CHICAGO: For the majority of patients with large or difficult to remove colorectal polyps (growths in the colon), the incidence of cancer is actually lower than previously thought, and using more advanced endoscopic techniques that spare the colon may be a better, safer alternative to a traditional operation in certain cases, according to study results published online in the Journal of the American College of Surgeons in advance of print publication.
The screening for and removal of precancerous polyps during colonoscopy is largely responsible for the decrease in incidence rates of colorectal cancer among Americans. However, a significant proportion of people who undergo colonoscopies have large polyps considered too challenging to be removed endoscopically. In such cases, these patients are referred for surgical resection to remove the polyps.
"Currently a majority of patients undergo colon resections for large polyps that don't harbor any cancer cells, which means in many cases a person's colon is being removed for noncancerous reasons, based on subjective criteria," said lead study author Emre Gorgun, MD, FACS, FASCRS, a staff surgeon in the department of colorectal surgery, Cleveland Clinic, Ohio.
For the study, Dr. Gorgun and his colleagues aimed to evaluate the actual incidence of invasive cancer in patients referred for surgical resection of large, apparently benign colorectal polyps.
In this single center, retrospective study at Cleveland Clinic, investigators reviewed the medical records of 439 patients who underwent colectomy over a 15-year period. The colorectal polyps were considered too difficult for standard endoscopic treatment. The decision to treat a polyp endoscopically depends on multiple factors including polyp size, risk of bleeding and perforation (the colon wall is thin and can be ruptured easily), difficult location and endoscopist's discretion.
All patients included in this study had polyps that were not diagnosed as cancer prior to their surgical procedures. During a colonoscopy, the polyp, which may appear to be benign (for example, it has a soft consistency), is removed and the tissue is sent to a pathologist for biopsy confirmation.
In total, cancer was identified in the final pathology in just 37 patients. "The significant finding of this research is that only 8 percent of patients who underwent colectomy for a large, apparently benign polyp had cancer, which means that 92 percent of patients had their colon removed for noncancerous reasons," Dr. Gorgun said. "But colon resection doesn't come for free–it's a major abdominal operation associated with the risk of serious adverse events."
The complication rate after colorectal procedures was nearly 20 percent in the study. In total, 83 patients developed complications within 30 days postoperatively, and complication rates were similar between the noncancerous and cancerous groups.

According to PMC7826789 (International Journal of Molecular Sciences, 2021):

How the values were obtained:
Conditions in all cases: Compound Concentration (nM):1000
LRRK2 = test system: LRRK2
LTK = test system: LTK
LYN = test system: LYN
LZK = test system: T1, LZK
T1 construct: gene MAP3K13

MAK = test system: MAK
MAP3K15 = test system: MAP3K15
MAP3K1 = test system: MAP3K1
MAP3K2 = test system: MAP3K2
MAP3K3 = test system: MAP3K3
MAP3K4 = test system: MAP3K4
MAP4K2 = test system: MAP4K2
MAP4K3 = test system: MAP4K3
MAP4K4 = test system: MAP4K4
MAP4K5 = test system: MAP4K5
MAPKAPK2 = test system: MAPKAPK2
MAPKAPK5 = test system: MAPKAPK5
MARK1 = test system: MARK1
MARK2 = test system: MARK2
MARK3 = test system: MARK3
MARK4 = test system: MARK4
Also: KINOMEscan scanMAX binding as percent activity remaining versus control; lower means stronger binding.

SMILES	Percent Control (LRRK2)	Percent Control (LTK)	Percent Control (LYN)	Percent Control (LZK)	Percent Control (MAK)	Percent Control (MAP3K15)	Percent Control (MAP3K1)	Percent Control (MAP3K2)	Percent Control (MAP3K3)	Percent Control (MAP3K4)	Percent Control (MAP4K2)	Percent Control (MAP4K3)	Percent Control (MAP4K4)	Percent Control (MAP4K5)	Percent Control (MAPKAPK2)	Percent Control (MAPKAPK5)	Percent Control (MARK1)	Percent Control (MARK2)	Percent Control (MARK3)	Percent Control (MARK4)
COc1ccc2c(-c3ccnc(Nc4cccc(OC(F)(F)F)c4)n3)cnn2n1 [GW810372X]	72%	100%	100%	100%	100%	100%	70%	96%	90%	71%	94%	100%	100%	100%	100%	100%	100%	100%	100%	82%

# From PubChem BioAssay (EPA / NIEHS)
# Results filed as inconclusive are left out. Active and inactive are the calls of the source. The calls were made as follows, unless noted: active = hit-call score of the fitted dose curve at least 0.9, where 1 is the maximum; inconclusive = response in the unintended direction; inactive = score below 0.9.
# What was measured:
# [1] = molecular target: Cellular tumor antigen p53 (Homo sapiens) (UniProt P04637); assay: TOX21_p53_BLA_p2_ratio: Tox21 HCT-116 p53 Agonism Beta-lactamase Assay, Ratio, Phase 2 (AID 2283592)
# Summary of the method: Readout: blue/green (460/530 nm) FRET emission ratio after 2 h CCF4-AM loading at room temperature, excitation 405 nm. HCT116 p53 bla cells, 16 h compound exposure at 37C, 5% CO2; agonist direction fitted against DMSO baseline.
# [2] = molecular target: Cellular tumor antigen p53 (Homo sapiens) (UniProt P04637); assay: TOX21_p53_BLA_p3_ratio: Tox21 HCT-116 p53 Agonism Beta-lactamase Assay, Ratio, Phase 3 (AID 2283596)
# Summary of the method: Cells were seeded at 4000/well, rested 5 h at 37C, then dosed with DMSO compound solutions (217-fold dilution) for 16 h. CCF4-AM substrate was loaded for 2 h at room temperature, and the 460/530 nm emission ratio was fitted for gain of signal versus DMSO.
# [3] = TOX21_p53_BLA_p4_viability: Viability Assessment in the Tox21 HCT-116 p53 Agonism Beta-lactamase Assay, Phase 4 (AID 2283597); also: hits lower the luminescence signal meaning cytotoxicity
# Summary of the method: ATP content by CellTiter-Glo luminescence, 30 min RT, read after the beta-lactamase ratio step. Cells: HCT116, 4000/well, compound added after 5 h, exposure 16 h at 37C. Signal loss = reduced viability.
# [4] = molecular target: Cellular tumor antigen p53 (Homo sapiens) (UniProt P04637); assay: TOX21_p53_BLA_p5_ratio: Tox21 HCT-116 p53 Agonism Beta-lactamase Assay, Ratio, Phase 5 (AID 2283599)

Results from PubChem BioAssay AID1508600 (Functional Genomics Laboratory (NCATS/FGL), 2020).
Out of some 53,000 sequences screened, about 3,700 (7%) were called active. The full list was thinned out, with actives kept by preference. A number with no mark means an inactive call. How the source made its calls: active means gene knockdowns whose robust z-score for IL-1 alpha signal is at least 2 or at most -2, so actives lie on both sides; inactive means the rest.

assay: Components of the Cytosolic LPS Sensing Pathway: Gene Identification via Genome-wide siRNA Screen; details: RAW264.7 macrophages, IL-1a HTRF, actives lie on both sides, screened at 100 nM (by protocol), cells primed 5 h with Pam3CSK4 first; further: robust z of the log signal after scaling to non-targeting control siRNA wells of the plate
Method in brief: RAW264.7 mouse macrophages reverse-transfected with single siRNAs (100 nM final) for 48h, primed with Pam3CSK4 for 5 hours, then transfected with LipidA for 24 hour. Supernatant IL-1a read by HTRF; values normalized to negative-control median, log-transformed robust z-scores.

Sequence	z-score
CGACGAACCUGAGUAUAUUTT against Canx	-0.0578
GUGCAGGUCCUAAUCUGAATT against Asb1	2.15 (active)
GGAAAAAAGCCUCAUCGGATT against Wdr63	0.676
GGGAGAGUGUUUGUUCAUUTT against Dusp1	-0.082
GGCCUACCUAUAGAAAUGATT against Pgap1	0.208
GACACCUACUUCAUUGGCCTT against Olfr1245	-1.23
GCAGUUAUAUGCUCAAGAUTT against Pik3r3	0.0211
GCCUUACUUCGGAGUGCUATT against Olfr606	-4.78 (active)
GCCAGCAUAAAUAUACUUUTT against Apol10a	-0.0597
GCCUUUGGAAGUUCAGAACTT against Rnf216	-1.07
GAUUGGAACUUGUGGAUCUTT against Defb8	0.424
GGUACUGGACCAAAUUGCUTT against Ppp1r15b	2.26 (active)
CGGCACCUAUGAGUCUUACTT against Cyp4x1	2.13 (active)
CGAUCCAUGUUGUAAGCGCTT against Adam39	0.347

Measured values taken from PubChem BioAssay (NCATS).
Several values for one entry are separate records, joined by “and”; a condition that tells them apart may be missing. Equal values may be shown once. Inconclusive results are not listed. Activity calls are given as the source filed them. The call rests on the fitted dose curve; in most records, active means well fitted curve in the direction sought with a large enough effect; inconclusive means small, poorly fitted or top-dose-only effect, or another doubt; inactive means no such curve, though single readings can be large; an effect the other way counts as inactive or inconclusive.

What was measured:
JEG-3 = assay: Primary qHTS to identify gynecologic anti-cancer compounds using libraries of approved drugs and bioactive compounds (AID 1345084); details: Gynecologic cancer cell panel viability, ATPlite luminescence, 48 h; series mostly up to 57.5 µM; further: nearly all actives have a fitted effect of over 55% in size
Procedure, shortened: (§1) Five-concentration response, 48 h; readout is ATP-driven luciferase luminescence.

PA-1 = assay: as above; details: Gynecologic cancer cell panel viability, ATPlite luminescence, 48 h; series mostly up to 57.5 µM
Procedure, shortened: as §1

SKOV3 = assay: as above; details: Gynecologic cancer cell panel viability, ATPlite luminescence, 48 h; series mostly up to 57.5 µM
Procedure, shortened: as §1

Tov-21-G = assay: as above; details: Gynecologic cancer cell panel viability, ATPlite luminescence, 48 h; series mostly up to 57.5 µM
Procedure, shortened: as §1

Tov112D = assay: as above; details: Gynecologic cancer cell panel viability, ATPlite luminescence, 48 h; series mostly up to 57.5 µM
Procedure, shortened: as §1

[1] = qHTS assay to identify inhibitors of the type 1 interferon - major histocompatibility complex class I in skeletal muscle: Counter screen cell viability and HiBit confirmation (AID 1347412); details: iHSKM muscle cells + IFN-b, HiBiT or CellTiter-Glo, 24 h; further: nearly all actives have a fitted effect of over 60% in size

"Our study is a real eye opener; it's the first step showing the low incidence of cancer in these large polyps, which is not as previously thought," Dr. Gorgun said.
In addition to improving the quality of life for patients and the cost benefit to health care systems, treating these types of polyps with more advanced endoscopic techniques could avoid many complications. The more advanced techniques include two procedures called endoscopic mucosal resection (EMR) and endoscopic submucosal dissection (ESD).
However, these advanced endoscopy procedures and other advanced approaches that combine endoscopy and laparoscopy require physicians with specialized skill and training. The good news is that experienced physicians are able to successfully treat these large, technically difficult polyps without sacrificing the colon.
"These findings suggest that we need to transform our surgical approach to ensure we better serve each patient. In a patient with an endoscopically unresectable colorectal polyp that looks benign, a more conservative, organ-sparing approach to removing them is usually safe," Dr. Gorgun said. "Our results suggest that advanced endoscopic techniques or a laparoscopic-assisted approach should be considered if there is not high suspicion for cancer."
The study authors noted that the major limitations of the study are its retrospective nature and the long time interval over which it occurred. Many medical and technical advances have developed over the last decade. Still, the authors conclude that the number and uniformity of the patient population in this study make it possible to comment on the risk of undiagnosed cancer in apparently noncancerous colorectal polyps and the consequences of not making that diagnosis preoperatively.
Other study authors include Cigdem Benlice, MD and James M. Church, MD, FACS; both are from the Department of Colorectal Surgery, Digestive Disease Institute, Cleveland Clinic, Ohio.
"FACS" designates that a surgeon is a Fellow of the American College of Surgeons.
Citation: Does the Cancer Risk in Colonic Polyps Unsuitable For Polypectomy Support the Need for Advanced Endoscopic Resections? Journal of the American College of Surgeons.
About the American College of Surgeons
The American College of Surgeons is a scientific and educational organization of surgeons that was founded in 1913 to raise the standards of surgical practice and improve the quality of care for surgical patients. The College is dedicated to the ethical and competent practice of surgery. Its achievements have significantly influenced the course of scientific surgery in America and have established it as an important advocate for all surgical patients. The College has more than 80,000 members and is the largest organization of surgeons in the world. For more information, visit http://www.facs.org.